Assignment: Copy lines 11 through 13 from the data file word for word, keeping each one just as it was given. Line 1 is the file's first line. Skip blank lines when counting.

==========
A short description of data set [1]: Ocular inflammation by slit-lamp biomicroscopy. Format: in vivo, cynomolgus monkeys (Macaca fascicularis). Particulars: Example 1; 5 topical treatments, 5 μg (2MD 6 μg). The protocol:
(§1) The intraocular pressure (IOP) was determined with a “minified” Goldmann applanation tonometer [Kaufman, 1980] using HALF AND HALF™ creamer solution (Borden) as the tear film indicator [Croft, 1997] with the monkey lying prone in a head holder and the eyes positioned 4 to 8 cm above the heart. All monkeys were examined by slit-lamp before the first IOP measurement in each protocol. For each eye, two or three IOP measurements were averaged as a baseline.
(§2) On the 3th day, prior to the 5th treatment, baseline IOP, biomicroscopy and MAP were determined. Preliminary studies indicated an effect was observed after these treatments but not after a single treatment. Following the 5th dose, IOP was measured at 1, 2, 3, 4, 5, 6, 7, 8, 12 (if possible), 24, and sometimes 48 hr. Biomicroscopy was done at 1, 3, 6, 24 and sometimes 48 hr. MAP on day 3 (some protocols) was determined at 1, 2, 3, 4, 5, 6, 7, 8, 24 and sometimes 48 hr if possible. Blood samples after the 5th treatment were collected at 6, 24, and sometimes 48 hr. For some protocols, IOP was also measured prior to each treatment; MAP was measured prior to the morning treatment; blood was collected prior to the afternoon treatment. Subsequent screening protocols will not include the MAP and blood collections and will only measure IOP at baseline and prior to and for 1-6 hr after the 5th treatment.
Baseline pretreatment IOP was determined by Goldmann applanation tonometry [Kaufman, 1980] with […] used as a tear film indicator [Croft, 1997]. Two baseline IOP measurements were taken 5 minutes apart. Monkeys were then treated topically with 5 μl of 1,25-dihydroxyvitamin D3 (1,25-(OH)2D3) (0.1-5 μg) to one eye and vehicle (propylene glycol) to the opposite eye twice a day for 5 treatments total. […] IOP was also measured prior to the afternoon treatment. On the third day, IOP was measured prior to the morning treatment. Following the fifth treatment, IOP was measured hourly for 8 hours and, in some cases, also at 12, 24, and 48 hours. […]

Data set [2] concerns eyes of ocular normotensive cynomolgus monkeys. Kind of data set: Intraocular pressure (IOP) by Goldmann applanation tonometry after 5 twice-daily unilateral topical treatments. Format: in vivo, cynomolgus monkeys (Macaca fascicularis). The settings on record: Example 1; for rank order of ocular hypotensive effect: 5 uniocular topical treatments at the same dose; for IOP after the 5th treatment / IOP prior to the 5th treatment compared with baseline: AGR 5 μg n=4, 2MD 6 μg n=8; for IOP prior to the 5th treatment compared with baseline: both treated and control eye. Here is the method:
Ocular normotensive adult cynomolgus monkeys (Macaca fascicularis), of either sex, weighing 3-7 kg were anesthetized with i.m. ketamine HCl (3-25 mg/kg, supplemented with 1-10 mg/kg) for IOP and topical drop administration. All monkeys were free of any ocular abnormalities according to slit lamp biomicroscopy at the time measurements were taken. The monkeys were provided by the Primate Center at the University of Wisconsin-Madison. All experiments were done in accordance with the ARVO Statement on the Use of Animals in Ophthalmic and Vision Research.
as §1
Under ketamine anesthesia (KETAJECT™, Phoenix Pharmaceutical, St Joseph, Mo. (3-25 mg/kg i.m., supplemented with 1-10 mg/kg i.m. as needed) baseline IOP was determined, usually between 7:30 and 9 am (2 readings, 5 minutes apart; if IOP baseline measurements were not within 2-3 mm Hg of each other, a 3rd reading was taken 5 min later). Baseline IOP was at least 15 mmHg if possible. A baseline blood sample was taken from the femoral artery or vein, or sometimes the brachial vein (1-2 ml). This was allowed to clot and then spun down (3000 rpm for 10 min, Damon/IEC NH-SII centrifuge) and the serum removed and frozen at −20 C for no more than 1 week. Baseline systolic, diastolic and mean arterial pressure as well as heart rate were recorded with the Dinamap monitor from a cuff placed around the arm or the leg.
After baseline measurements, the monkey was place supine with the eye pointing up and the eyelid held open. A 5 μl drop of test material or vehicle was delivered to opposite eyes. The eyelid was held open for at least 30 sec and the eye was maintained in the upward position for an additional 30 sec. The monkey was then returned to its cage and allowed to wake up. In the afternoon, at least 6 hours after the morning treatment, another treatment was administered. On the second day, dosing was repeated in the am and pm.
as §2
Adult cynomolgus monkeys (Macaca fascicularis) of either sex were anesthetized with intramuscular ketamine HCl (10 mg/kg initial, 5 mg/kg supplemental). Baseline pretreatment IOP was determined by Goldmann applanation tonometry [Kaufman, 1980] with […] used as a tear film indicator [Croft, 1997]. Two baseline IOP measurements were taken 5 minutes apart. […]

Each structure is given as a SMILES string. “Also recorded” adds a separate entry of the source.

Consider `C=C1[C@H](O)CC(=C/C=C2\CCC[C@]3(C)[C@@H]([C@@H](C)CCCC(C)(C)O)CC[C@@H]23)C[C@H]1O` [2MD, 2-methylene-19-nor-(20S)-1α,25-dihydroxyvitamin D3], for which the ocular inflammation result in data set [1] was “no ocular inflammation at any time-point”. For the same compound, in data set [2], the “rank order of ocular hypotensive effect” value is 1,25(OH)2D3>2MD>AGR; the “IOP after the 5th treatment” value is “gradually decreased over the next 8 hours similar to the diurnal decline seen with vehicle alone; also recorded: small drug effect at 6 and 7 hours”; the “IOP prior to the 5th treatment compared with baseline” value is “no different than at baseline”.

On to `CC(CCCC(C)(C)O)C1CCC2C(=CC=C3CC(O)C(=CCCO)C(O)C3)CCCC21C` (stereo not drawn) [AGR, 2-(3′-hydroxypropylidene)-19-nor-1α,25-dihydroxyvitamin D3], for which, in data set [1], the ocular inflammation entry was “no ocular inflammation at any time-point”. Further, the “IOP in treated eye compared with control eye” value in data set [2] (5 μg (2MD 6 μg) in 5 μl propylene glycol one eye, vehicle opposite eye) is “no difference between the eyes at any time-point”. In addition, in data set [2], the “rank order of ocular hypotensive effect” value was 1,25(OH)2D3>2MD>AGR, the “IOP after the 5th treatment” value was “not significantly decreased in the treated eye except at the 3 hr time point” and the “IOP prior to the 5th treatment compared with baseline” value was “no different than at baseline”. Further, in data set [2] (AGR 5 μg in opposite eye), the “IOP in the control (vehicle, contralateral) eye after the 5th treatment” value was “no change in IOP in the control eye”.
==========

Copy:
Adult cynomolgus monkeys (Macaca fascicularis) of either sex were anesthetized with intramuscular ketamine HCl (10 mg/kg initial, 5 mg/kg supplemental). Baseline pretreatment IOP was determined by Goldmann applanation tonometry [Kaufman, 1980] with […] used as a tear film indicator [Croft, 1997]. Two baseline IOP measurements were taken 5 minutes apart. […]

Each structure is given as a SMILES string. “Also recorded” adds a separate entry of the source.

Consider `C=C1[C@H](O)CC(=C/C=C2\CCC[C@]3(C)[C@@H]([C@@H](C)CCCC(C)(C)O)CC[C@@H]23)C[C@H]1O` [2MD, 2-methylene-19-nor-(20S)-1α,25-dihydroxyvitamin D3], for which the ocular inflammation result in data set [1] was “no ocular inflammation at any time-point”. For the same compound, in data set [2], the “rank order of ocular hypotensive effect” value is 1,25(OH)2D3>2MD>AGR; the “IOP after the 5th treatment” value is “gradually decreased over the next 8 hours similar to the diurnal decline seen with vehicle alone; also recorded: small drug effect at 6 and 7 hours”; the “IOP prior to the 5th treatment compared with baseline” value is “no different than at baseline”.